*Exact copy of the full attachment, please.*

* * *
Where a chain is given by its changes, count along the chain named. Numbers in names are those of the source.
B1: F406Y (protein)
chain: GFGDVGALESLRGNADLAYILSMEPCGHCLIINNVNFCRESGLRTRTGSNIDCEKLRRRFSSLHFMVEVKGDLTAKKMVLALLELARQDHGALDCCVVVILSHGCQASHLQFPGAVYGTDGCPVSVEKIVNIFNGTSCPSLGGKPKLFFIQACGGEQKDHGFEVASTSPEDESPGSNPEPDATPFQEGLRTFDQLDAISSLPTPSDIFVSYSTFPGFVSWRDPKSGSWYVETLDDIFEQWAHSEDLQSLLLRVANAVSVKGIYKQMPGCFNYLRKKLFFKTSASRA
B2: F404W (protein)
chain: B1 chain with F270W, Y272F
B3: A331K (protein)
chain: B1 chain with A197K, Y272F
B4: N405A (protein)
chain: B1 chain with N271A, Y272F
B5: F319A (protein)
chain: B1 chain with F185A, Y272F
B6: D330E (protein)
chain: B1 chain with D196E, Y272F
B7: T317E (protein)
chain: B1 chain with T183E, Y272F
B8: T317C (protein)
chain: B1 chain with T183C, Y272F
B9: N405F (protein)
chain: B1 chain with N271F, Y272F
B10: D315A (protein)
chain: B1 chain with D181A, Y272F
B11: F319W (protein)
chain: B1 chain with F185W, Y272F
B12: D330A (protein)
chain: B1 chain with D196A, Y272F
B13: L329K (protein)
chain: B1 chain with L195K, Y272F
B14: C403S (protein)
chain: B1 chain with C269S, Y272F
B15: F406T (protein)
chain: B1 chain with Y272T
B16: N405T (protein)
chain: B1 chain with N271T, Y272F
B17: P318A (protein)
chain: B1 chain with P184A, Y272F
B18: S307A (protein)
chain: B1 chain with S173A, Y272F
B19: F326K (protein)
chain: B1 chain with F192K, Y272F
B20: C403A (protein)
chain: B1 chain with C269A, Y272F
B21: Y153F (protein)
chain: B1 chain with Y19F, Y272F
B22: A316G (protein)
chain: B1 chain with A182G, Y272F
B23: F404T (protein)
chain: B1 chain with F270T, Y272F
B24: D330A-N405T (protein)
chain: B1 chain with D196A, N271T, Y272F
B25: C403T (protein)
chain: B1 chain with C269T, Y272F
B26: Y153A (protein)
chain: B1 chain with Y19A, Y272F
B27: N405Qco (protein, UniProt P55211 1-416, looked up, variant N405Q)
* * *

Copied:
Where a chain is given by its changes, count along the chain named. Numbers in names are those of the source.
B1: F406Y (protein)
chain: GFGDVGALESLRGNADLAYILSMEPCGHCLIINNVNFCRESGLRTRTGSNIDCEKLRRRFSSLHFMVEVKGDLTAKKMVLALLELARQDHGALDCCVVVILSHGCQASHLQFPGAVYGTDGCPVSVEKIVNIFNGTSCPSLGGKPKLFFIQACGGEQKDHGFEVASTSPEDESPGSNPEPDATPFQEGLRTFDQLDAISSLPTPSDIFVSYSTFPGFVSWRDPKSGSWYVETLDDIFEQWAHSEDLQSLLLRVANAVSVKGIYKQMPGCFNYLRKKLFFKTSASRA
B2: F404W (protein)
chain: B1 chain with F270W, Y272F
B3: A331K (protein)
chain: B1 chain with A197K, Y272F
B4: N405A (protein)
chain: B1 chain with N271A, Y272F
B5: F319A (protein)
chain: B1 chain with F185A, Y272F
B6: D330E (protein)
chain: B1 chain with D196E, Y272F
B7: T317E (protein)
chain: B1 chain with T183E, Y272F
B8: T317C (protein)
chain: B1 chain with T183C, Y272F
B9: N405F (protein)
chain: B1 chain with N271F, Y272F
B10: D315A (protein)
chain: B1 chain with D181A, Y272F
B11: F319W (protein)
chain: B1 chain with F185W, Y272F
B12: D330A (protein)
chain: B1 chain with D196A, Y272F
B13: L329K (protein)
chain: B1 chain with L195K, Y272F
B14: C403S (protein)
chain: B1 chain with C269S, Y272F
B15: F406T (protein)
chain: B1 chain with Y272T
B16: N405T (protein)
chain: B1 chain with N271T, Y272F
B17: P318A (protein)
chain: B1 chain with P184A, Y272F
B18: S307A (protein)
chain: B1 chain with S173A, Y272F
B19: F326K (protein)
chain: B1 chain with F192K, Y272F
B20: C403A (protein)
chain: B1 chain with C269A, Y272F
B21: Y153F (protein)
chain: B1 chain with Y19F, Y272F
B22: A316G (protein)
chain: B1 chain with A182G, Y272F
B23: F404T (protein)
chain: B1 chain with F270T, Y272F
B24: D330A-N405T (protein)
chain: B1 chain with D196A, N271T, Y272F
B25: C403T (protein)
chain: B1 chain with C269T, Y272F
B26: Y153A (protein)
chain: B1 chain with Y19A, Y272F
B27: N405Qco (protein, UniProt P55211 1-416, looked up, variant N405Q)